A windy day at Werribee
"Dave Torr" <>
Tue, 12 Dec 2006 08:33:14 +1100
The omens were not good for a day at the Western Treatment Plant with my
friend Christine and visiting Finn Timo - the winds were strong and forecast
to get worse. Most of the day our scopes stayed in the car and at times we
struggled to stand - checking the local weather station later showed that
the winds had been between 40 and 60 km/hr most of the day. With winds like
this I was not expecting to see too many small birds, and this proved to be
the case, although we had a good start with Dusky Woodswallows near the
Usual selection of waders on the Conservation Ponds and Borrow Pits,
although the latter no longer seem to have any Red-kneed Dotterels. A fairly
young Horsfield's Bronze-cuckoo was lurking in the bushes, being scolded by
85W9 now holds a lot of birds - scanning the large flock of Avocets for the
Red-necked Phalarope I was surprised to find two Banded Stilts - my first
ones for the year. And in the flock of hundreds of Whiskered Terns was a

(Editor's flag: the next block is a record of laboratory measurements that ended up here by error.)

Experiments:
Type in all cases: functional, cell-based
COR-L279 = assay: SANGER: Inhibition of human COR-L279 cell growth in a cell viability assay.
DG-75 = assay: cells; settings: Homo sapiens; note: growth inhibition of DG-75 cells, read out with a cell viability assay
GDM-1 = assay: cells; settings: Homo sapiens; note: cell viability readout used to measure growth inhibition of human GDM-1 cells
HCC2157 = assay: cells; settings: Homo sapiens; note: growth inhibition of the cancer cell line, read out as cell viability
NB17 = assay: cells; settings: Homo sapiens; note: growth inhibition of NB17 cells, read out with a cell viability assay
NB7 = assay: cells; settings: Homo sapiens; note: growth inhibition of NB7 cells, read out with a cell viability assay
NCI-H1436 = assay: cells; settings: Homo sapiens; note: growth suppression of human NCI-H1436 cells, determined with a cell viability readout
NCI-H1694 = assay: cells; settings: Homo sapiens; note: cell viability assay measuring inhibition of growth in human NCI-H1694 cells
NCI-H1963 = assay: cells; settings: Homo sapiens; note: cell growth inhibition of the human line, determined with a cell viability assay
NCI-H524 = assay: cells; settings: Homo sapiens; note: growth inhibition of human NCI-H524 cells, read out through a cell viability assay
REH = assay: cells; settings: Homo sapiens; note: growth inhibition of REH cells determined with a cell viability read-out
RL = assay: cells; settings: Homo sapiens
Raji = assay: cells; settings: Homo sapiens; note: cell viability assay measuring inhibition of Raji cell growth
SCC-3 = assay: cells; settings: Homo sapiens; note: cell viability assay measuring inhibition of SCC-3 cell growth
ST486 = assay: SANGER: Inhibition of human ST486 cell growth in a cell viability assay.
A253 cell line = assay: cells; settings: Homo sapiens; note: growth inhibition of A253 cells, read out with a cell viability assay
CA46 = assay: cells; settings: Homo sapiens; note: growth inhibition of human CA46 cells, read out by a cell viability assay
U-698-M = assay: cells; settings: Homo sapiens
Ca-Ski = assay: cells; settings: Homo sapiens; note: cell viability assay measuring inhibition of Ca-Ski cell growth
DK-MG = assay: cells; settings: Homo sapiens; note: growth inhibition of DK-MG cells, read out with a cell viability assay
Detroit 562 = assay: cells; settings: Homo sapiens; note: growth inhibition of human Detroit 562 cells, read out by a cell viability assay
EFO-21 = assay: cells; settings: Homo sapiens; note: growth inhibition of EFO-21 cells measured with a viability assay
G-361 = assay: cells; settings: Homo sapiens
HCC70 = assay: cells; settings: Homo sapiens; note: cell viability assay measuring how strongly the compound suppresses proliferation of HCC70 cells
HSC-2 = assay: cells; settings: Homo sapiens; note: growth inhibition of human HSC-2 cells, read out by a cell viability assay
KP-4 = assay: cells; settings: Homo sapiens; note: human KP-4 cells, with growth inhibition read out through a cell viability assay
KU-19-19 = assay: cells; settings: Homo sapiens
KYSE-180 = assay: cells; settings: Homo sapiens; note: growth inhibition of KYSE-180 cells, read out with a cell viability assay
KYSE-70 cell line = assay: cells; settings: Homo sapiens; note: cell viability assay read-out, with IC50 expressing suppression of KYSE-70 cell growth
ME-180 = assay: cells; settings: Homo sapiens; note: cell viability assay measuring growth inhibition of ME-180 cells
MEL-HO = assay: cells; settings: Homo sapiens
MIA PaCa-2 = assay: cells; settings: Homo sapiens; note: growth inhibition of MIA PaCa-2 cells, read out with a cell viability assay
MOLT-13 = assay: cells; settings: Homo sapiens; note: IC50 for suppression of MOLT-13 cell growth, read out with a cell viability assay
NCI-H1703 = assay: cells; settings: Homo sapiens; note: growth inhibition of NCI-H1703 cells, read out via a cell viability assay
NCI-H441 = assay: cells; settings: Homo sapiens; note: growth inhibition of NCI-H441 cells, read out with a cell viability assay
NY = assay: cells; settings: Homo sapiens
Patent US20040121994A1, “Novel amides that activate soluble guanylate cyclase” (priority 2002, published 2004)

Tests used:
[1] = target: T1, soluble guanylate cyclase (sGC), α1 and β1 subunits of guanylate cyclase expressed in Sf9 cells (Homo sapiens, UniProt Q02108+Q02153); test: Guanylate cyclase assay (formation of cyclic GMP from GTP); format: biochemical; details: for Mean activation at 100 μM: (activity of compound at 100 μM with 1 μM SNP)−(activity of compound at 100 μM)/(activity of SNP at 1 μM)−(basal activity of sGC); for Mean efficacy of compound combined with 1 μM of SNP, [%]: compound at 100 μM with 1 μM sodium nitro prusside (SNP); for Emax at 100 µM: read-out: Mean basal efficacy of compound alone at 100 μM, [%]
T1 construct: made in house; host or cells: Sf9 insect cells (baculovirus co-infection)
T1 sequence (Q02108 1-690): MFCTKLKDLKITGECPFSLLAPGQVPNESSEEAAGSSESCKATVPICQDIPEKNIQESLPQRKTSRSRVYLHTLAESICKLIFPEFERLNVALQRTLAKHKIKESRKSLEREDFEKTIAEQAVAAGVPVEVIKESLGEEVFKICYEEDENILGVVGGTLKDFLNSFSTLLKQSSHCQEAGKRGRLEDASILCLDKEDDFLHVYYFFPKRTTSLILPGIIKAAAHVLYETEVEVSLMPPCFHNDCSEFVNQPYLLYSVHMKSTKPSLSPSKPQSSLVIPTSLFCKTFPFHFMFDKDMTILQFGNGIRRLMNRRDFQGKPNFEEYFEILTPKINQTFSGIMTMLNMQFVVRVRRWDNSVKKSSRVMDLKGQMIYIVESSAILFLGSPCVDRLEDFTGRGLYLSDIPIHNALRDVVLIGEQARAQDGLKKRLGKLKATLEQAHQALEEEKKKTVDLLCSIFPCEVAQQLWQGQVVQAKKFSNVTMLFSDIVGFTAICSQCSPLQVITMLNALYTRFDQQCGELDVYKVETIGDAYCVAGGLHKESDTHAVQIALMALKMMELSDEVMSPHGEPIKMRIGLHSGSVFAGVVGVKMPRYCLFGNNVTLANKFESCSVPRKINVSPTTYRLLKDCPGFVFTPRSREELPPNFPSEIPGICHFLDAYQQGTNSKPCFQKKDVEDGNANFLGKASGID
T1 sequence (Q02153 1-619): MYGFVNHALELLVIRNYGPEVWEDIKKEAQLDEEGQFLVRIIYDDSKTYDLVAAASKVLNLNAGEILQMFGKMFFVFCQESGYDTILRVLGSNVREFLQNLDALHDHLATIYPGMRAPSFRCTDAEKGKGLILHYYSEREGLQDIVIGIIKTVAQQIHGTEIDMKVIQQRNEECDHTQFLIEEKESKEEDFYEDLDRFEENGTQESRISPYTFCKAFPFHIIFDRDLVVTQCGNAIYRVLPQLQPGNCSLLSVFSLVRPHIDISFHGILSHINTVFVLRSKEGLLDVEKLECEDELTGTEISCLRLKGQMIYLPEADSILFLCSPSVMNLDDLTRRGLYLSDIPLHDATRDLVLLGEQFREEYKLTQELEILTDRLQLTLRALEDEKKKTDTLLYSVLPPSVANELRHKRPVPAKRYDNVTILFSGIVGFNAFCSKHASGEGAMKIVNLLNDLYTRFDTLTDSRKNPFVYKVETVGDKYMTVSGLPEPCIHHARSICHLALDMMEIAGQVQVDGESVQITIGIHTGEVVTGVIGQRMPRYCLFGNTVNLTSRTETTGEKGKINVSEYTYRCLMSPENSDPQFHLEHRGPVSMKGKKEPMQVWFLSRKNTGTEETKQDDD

solitary White-winged Black.
Walsh's Lagoon again disappointed us in our Phalarope search (although this
would have been a familiar bird to Timo) but had 11 Black-tailed Godwits and
the first Glossy Ibis of the day - we were to find more at Paradise Rd and
the T-Section. Paradise Rd was a our last chance for the Phalarope and again
no joy - I could not find it last week either - has anyone seen it recently?
A dozen or so Cape Barren Geese were wandering around, and Lake Borrie
yielded the final duck that we needed - a single Freckled.
On to the newly cleaned and bird-proofed hide - a big improvement over the
old condition, although the door closing mechanism seems to have broken and
some previous occupants had left the windows open - the birds will soon be
back at this rate. PLEASE try and keep them closed!
Kirk Pt showed 6 Pacific Golden Plovers and a fairly uncommon Caspian Tern,
but no sign in the strong wind of the Zebra Finches which seem to have taken
up residence. On then to Austin Rd where there were a dozen or so Native
Hens in the usual spot, with two Brolga behind them. The Spit yielded good
views of two Spotted Crakes and then time for home - 92 species in a day
when the conditions were so bad was we all felt a good result!
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